Kyrgyz Parliamentarians discusses how to ensure that national legislation is in line with international human rights | Den norske Helsingforskomité

      National legislation must be in line with international human rights

      National legislation must be in line with international human rights

      As a result of long-term work on freedom of religion or belief in Central Asia the Norwegian Helsinki Committee and the Oslo Center for Peace and Human Rights were invited to conduct a workshop with Kyrgyz parliamentarians discussing how to ensure that national legislation is line with international human rights. The workshop took place in Bishkek on 10-11 February 2014.

      – There seems to be an understanding in Kyrgyzstan that current legislation on religion is not in full compliance with human rights, says Lene Wetteland, Central Asia Advisor in the Norwegian Helsinki Committee. – This was discussed during the workshop. Lawmakers are engaged in reforming policies on religion, and in doing so they should ensure that new legislation and policies are in full compliance with human rights, while also addressing security issues.

      The workshop was attended by around 20 parliamentarians, advisors and experts at the Parliament of the Kyrgyz Republic, Zhogorku Kenesh.

      The topics discussed at the workshop included human rights with a particular focus on freedom of religion or belief, freedom of speech and freedom of association. Participants had lively discussions on various human rights related challenges. The sessions on law-making, how to ensure that legislation is in line with international human rights, cooperation between civil society and authorities, as well as on soft security issues triggered constructive debates.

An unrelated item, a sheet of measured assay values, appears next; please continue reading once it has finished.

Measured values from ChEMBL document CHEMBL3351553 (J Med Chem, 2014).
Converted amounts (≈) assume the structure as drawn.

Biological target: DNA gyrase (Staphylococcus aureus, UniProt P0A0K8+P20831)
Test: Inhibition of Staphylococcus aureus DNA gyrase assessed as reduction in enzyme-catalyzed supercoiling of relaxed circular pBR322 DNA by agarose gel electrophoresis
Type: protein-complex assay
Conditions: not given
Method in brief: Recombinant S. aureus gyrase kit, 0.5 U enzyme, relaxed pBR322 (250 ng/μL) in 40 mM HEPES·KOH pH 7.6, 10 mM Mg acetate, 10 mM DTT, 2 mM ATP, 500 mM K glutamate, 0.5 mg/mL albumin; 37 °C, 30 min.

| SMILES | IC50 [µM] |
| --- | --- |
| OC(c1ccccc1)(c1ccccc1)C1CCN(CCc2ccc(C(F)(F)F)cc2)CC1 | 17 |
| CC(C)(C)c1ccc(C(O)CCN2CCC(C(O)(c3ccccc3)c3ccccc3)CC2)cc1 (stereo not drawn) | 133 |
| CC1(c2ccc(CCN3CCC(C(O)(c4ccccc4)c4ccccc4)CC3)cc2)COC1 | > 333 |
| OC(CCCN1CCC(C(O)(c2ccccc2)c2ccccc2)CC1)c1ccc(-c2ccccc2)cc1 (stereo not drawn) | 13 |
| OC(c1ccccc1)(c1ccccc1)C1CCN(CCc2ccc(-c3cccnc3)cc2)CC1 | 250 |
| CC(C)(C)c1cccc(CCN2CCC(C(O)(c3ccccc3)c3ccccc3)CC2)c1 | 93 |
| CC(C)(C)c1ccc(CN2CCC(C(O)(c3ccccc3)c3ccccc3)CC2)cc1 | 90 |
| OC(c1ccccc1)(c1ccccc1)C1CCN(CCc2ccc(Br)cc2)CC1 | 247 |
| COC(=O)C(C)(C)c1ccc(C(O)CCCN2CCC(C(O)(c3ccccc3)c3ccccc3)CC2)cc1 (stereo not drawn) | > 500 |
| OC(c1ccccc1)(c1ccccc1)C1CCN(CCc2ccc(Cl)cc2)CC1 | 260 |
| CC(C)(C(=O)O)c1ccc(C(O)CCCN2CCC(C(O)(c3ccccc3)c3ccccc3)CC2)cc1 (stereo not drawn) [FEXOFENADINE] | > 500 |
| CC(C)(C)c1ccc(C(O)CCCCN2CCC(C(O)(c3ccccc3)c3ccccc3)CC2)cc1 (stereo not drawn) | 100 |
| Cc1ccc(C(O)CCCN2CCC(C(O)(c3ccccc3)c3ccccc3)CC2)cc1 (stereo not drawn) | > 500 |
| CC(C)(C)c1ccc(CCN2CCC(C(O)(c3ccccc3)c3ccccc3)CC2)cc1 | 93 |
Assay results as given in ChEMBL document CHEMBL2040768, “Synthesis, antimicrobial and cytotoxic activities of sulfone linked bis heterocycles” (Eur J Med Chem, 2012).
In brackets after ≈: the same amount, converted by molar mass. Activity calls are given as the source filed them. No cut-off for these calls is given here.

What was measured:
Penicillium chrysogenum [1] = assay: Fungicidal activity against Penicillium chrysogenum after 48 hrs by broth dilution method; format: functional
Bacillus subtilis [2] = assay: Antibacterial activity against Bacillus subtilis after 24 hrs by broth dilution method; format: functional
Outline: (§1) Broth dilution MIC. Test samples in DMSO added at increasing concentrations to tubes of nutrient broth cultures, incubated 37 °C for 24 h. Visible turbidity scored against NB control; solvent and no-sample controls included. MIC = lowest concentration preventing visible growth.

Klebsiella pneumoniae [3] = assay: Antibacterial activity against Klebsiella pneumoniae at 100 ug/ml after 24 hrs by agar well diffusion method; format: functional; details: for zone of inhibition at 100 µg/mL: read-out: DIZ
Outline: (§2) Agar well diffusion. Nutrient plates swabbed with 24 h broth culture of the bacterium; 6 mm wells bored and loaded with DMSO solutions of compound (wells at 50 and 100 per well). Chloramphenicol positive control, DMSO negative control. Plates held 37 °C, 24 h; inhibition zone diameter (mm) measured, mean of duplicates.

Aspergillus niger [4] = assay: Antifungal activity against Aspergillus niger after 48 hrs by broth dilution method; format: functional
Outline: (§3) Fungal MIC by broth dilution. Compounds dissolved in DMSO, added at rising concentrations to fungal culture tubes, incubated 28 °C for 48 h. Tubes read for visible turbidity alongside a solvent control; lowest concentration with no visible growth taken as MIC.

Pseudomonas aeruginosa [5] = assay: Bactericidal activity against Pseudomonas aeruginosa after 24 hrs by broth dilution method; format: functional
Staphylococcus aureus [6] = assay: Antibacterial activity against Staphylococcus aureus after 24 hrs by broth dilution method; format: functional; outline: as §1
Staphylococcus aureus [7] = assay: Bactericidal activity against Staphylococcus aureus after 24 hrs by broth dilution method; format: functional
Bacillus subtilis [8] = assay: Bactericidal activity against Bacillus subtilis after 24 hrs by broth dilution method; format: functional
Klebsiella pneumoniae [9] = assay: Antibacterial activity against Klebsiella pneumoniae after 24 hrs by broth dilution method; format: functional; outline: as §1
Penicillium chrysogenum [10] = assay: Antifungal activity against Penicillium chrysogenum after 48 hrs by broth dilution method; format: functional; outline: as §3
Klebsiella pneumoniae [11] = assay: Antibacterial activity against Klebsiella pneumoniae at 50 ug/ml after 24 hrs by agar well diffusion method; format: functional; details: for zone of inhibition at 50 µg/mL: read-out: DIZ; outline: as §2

A one-day workshop with religious groups on 13 February discussed similar topics.

      – Despite some positive developments in Kyrgyzstan, there are concerns that authorities restrict human rights in order to deal with security issues, says Wetteland. – The government should address the root causes of intolerance and violent extremism. From a human rights point of view, it is regrettable if religious communities are denied registration or practice of their religion because of fear of violent reactions from other belief communities. The ongoing work on a national strategy for sustainable development and a new state concept on religion is a golden opportunity to address how to ensure respect for human rights while dealing with security issues effectively.

       

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